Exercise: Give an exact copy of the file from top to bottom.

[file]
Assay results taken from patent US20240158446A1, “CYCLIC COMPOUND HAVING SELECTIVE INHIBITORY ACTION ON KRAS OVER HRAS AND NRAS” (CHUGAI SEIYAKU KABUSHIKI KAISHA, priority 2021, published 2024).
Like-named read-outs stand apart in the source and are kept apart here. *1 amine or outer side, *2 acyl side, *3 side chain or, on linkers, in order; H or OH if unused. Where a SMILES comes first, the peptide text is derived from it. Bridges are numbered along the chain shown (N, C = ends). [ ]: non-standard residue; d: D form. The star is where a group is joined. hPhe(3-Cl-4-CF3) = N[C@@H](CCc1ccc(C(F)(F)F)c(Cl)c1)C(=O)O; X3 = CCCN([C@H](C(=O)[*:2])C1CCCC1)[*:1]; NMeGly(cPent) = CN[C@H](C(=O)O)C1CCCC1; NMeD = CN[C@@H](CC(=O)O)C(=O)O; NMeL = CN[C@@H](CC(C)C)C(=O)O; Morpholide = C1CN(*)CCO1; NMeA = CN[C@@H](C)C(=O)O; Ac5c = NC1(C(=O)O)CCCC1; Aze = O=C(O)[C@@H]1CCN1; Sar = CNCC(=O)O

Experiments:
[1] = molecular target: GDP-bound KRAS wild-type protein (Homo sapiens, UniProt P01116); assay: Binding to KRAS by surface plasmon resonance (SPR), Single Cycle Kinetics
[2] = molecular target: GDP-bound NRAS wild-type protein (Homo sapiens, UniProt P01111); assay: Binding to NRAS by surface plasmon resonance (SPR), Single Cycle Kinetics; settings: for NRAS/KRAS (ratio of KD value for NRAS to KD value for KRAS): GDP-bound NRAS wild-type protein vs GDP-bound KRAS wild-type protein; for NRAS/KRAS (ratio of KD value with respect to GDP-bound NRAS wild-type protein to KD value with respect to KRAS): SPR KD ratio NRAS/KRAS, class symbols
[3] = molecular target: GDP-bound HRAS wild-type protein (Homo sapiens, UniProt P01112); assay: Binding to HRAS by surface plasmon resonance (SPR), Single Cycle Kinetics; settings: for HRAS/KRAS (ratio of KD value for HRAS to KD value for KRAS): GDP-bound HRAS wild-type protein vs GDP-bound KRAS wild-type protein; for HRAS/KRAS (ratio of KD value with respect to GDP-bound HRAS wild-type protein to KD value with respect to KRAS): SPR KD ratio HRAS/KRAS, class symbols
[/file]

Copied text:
Assay results taken from patent US20240158446A1, “CYCLIC COMPOUND HAVING SELECTIVE INHIBITORY ACTION ON KRAS OVER HRAS AND NRAS” (CHUGAI SEIYAKU KABUSHIKI KAISHA, priority 2021, published 2024).
Like-named read-outs stand apart in the source and are kept apart here. *1 amine or outer side, *2 acyl side, *3 side chain or, on linkers, in order; H or OH if unused. Where a SMILES comes first, the peptide text is derived from it. Bridges are numbered along the chain shown (N, C = ends). [ ]: non-standard residue; d: D form. The star is where a group is joined. hPhe(3-Cl-4-CF3) = N[C@@H](CCc1ccc(C(F)(F)F)c(Cl)c1)C(=O)O; X3 = CCCN([C@H](C(=O)[*:2])C1CCCC1)[*:1]; NMeGly(cPent) = CN[C@H](C(=O)O)C1CCCC1; NMeD = CN[C@@H](CC(=O)O)C(=O)O; NMeL = CN[C@@H](CC(C)C)C(=O)O; Morpholide = C1CN(*)CCO1; NMeA = CN[C@@H](C)C(=O)O; Ac5c = NC1(C(=O)O)CCCC1; Aze = O=C(O)[C@@H]1CCN1; Sar = CNCC(=O)O

Experiments:
[1] = molecular target: GDP-bound KRAS wild-type protein (Homo sapiens, UniProt P01116); assay: Binding to KRAS by surface plasmon resonance (SPR), Single Cycle Kinetics
[2] = molecular target: GDP-bound NRAS wild-type protein (Homo sapiens, UniProt P01111); assay: Binding to NRAS by surface plasmon resonance (SPR), Single Cycle Kinetics; settings: for NRAS/KRAS (ratio of KD value for NRAS to KD value for KRAS): GDP-bound NRAS wild-type protein vs GDP-bound KRAS wild-type protein; for NRAS/KRAS (ratio of KD value with respect to GDP-bound NRAS wild-type protein to KD value with respect to KRAS): SPR KD ratio NRAS/KRAS, class symbols
[3] = molecular target: GDP-bound HRAS wild-type protein (Homo sapiens, UniProt P01112); assay: Binding to HRAS by surface plasmon resonance (SPR), Single Cycle Kinetics; settings: for HRAS/KRAS (ratio of KD value for HRAS to KD value for KRAS): GDP-bound HRAS wild-type protein vs GDP-bound KRAS wild-type protein; for HRAS/KRAS (ratio of KD value with respect to GDP-bound HRAS wild-type protein to KD value with respect to KRAS): SPR KD ratio HRAS/KRAS, class symbols